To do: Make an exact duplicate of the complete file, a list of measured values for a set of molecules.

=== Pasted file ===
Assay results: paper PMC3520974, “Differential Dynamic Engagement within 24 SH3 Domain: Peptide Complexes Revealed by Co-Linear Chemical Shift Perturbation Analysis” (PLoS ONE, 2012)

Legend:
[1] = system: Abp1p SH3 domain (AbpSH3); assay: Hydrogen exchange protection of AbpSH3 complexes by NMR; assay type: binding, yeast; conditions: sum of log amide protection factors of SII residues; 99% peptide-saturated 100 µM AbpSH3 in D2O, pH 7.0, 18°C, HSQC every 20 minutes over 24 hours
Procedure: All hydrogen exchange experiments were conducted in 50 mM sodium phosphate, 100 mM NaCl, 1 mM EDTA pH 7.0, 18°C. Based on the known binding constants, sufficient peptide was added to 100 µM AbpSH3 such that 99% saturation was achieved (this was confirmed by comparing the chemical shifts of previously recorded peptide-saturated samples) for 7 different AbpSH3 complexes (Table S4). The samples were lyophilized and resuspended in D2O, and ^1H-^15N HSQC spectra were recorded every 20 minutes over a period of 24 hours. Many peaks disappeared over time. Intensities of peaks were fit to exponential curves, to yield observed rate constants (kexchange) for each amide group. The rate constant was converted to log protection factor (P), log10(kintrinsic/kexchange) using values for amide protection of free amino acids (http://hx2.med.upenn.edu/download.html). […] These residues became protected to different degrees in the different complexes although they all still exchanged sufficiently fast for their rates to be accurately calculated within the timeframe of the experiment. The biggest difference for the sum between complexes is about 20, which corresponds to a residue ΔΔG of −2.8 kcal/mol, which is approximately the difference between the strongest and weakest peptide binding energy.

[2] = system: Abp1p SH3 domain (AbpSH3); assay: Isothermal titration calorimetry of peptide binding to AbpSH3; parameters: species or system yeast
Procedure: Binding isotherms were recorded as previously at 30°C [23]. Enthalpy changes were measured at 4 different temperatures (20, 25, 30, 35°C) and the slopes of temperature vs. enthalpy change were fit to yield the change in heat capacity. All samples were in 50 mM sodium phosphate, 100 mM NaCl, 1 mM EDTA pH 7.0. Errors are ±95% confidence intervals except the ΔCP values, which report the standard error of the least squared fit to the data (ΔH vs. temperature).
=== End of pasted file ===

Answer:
Assay results: paper PMC3520974, “Differential Dynamic Engagement within 24 SH3 Domain: Peptide Complexes Revealed by Co-Linear Chemical Shift Perturbation Analysis” (PLoS ONE, 2012)

Legend:
[1] = system: Abp1p SH3 domain (AbpSH3); assay: Hydrogen exchange protection of AbpSH3 complexes by NMR; assay type: binding, yeast; conditions: sum of log amide protection factors of SII residues; 99% peptide-saturated 100 µM AbpSH3 in D2O, pH 7.0, 18°C, HSQC every 20 minutes over 24 hours
Procedure: All hydrogen exchange experiments were conducted in 50 mM sodium phosphate, 100 mM NaCl, 1 mM EDTA pH 7.0, 18°C. Based on the known binding constants, sufficient peptide was added to 100 µM AbpSH3 such that 99% saturation was achieved (this was confirmed by comparing the chemical shifts of previously recorded peptide-saturated samples) for 7 different AbpSH3 complexes (Table S4). The samples were lyophilized and resuspended in D2O, and ^1H-^15N HSQC spectra were recorded every 20 minutes over a period of 24 hours. Many peaks disappeared over time. Intensities of peaks were fit to exponential curves, to yield observed rate constants (kexchange) for each amide group. The rate constant was converted to log protection factor (P), log10(kintrinsic/kexchange) using values for amide protection of free amino acids (http://hx2.med.upenn.edu/download.html). […] These residues became protected to different degrees in the different complexes although they all still exchanged sufficiently fast for their rates to be accurately calculated within the timeframe of the experiment. The biggest difference for the sum between complexes is about 20, which corresponds to a residue ΔΔG of −2.8 kcal/mol, which is approximately the difference between the strongest and weakest peptide binding energy.

[2] = system: Abp1p SH3 domain (AbpSH3); assay: Isothermal titration calorimetry of peptide binding to AbpSH3; parameters: species or system yeast
Procedure: Binding isotherms were recorded as previously at 30°C [23]. Enthalpy changes were measured at 4 different temperatures (20, 25, 30, 35°C) and the slopes of temperature vs. enthalpy change were fit to yield the change in heat capacity. All samples were in 50 mM sodium phosphate, 100 mM NaCl, 1 mM EDTA pH 7.0. Errors are ±95% confidence intervals except the ΔCP values, which report the standard error of the least squared fit to the data (ΔH vs. temperature).